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High Mountain Lodge
PO Box 1888
Winter Park, CO 80482

425 County Road 5001
Winter Park, CO 80482

©2009–2016
High Mountain Lodge, Inc.

High Mountain Lodge is a trademark of High Mountain Lodge, Inc.

Doty Beckwith's buttermilk pancakes

Tom's dad, Doty Beckwith, had a famous recipe for pancakes that visitors to the High Mountain Lodge have been raving over. Here it is:

Sift before measuring:

1 cup all-purpose flour

Resift with:

1 tsp. sugar
1/2 tsp. salt
3/4 tsp. baking powder
1/2 tsp. baking soda


In another bowl, beat

1 egg

Incorporate into the egg:

2 tbsp. melted butter (add the butter slowly and whisk quickly so that the butter doesn't congeal in the cold egg mixture)
1 cup buttermilk (depending on your preference and the moisture content of the flour, use more buttermilk for thinner pancakes)


Pour the wet ingredients into the bowl with the dry. Using a spoon or rubber spatula (not a whisk!) incorporate the mixture quickly. Do not over-mix. The batter will be lumpy. Cover the bowl and let the batter rest for at least 30 minutes (1 to 2 hours is better).

Pour spoonfuls of batter gently onto a hot, seasoned griddle (dropping the batter will cause irregular-sized pancakes).

Serve with softened butter (because nobody likes chunks of cold butter on their pancakes) and maple syrup. Alternately, serve with a fresh fruit compote.

Makes about 12 medium-sized pancakes.


Fresh fruit compote

Depending on number of servings, combine equal parts of fresh fruit and sugar in a small saucepan and very slowly heat under a low flame until the sugar has melted and the fruit is glazed, hot, and beautiful. NB: if there isn't much moisture in the fruit you choose, you may need to add a *small* amount of water, but BE CAREFUL: too much water will not reduce before the fruit gets overcooked.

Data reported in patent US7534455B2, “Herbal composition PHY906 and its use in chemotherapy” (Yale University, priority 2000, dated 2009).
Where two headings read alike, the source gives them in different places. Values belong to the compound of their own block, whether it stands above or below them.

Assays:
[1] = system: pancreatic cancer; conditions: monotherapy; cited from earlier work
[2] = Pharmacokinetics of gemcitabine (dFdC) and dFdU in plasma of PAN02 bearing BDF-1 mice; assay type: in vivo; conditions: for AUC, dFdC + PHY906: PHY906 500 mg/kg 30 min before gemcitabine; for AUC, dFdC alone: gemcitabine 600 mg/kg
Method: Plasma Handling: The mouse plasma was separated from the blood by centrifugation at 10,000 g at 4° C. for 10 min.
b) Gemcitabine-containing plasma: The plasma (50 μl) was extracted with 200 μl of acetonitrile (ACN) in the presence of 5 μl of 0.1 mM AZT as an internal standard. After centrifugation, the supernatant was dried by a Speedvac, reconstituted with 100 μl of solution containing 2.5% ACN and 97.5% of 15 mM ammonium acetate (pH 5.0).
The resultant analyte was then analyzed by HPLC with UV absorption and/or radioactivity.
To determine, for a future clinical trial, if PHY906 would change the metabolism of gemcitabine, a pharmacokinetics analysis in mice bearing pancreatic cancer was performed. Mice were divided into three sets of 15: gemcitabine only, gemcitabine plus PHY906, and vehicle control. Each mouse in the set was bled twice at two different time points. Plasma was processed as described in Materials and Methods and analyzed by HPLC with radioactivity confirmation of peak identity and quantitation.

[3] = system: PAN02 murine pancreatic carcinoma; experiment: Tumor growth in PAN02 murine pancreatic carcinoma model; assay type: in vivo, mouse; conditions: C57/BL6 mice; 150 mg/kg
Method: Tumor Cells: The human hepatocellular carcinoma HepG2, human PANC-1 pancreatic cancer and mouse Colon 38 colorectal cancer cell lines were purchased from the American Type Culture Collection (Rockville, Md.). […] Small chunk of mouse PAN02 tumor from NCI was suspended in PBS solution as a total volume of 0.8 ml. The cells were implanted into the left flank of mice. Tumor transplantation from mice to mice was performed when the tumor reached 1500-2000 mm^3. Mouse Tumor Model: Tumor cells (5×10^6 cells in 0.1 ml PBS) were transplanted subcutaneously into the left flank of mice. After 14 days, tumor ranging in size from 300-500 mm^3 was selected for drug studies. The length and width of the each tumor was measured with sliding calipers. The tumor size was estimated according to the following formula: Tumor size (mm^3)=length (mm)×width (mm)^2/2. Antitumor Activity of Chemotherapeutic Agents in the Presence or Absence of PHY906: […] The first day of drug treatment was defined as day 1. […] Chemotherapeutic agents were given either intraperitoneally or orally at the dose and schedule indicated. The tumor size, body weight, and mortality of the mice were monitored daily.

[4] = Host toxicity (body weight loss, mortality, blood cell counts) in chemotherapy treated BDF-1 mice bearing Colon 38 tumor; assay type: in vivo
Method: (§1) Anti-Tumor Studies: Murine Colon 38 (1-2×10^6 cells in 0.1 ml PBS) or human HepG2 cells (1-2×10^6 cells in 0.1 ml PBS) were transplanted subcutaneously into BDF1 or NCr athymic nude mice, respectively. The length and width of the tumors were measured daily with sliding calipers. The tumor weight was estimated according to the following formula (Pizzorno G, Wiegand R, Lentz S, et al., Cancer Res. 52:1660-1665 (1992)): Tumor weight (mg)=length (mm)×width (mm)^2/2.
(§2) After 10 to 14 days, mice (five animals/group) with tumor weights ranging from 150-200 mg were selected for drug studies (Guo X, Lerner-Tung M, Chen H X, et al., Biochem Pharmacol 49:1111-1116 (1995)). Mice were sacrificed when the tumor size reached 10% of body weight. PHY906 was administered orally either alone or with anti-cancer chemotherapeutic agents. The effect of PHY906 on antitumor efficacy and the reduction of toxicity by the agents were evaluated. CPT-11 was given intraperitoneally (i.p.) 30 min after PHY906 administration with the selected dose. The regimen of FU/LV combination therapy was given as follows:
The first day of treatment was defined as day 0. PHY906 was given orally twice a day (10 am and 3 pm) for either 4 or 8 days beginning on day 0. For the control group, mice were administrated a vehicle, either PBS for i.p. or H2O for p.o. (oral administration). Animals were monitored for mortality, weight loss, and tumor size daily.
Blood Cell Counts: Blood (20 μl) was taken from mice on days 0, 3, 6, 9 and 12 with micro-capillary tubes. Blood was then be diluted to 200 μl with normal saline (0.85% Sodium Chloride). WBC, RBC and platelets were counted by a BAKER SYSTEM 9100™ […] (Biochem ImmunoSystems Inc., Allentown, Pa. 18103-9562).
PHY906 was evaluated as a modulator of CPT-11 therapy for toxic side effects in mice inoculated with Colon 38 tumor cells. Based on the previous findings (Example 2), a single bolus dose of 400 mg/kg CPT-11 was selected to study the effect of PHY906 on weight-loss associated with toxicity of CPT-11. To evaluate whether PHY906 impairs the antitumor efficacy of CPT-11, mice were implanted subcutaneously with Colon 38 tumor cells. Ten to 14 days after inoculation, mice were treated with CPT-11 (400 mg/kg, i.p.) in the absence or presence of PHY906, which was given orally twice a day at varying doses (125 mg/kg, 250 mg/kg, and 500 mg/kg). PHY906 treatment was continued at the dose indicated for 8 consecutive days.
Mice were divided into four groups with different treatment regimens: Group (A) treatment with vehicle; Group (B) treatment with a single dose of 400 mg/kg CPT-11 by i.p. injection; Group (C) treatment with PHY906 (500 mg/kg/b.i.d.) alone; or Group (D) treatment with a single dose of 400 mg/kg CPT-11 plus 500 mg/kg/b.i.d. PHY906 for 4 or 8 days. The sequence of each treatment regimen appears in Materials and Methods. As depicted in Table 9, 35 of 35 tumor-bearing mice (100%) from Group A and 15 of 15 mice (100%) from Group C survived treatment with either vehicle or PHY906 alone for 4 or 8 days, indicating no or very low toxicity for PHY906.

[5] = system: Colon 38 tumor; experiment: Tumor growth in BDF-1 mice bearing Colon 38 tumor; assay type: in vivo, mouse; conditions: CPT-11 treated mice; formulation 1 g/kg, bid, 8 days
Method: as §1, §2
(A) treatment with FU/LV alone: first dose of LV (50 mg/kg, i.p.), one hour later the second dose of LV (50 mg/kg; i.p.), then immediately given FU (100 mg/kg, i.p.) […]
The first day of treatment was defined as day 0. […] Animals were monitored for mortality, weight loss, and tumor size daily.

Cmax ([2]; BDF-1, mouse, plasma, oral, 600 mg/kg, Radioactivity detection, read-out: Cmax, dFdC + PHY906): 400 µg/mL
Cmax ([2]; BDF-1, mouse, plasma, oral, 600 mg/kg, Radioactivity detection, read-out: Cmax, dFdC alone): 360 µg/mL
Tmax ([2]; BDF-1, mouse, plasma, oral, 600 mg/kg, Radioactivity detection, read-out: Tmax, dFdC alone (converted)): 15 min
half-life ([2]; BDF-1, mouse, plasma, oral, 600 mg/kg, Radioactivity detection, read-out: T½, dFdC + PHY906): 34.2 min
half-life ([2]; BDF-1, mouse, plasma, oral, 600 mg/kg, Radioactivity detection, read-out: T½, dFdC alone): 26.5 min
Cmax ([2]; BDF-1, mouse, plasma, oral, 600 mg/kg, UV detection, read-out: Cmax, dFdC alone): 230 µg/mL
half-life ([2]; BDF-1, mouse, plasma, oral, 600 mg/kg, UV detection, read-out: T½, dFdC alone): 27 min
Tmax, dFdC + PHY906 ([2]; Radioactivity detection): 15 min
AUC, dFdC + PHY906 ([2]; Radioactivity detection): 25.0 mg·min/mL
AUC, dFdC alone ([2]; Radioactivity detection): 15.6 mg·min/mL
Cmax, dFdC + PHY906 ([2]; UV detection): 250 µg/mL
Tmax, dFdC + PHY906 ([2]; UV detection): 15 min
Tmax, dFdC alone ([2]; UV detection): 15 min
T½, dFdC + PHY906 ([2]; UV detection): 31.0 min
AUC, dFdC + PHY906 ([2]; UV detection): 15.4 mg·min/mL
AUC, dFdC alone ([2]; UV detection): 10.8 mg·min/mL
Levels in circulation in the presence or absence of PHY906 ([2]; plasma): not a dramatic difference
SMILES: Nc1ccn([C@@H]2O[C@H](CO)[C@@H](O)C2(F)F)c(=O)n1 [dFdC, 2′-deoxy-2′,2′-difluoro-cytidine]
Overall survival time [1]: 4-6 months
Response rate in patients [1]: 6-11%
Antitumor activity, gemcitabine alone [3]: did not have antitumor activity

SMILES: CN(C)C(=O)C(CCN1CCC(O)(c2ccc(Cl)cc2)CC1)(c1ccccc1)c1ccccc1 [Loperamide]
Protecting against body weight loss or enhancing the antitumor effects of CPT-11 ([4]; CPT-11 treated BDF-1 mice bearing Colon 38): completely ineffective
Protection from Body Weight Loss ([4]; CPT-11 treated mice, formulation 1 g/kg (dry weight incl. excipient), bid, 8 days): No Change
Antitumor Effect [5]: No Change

Fruits to use: any kind of berry. You can make a simple compote of one berry, or combine several kinds of berries for a more complex compote. For larger berries like strawberries, cut them up until they're no larger than blueberries or raspberries. Blackberries, depending on their size, can be cut in half or added whole.

For other fruit, such as peaches, pears, and apples, cut them into berry-sized portions. It wouldn't hurt to add some cinnamon and/or nutmeg or allspice for a festive autumn. Depending on how firm they are, this type of fruit may need longer cooking to soften. Here's where judicious addition of water works: you don't want the sugar to caramelize, and you want the fruit to soften, but not so much that it looses its fresh flavor. Experiment.

 

Want a waffle variation on Tom's dad's pancake recipe? Click here.

Variations on the recipe:

Immediately after pouring the pancakes on the griddle, but before flipping them, dot the pancakes with thinly sliced bananas slices. If you have children, it's always a treat to arrange the bananas into happy faces. The bananas won't sink into the batter, but float on top; when you turn the cakes, the bananas will brown differently than the batter, and the face will be revealed. You can even cut the bananas into different shapes to make it even more fun. But be careful: bananas are slippery, and you have to work quickly if you have a number of pancakes to decorate!

A variation on this without bananas: drop small bits of batter onto the griddle in the shape of a face--or let your imagination take over for even more creative designs. Then ladle additional batter to surround the bits. Because the bits will have cooked marginally longer, they will be browner and the design will appear when you flip the pancake. But be careful: sometimes you have to create a larger pancake that may be harder to flip!

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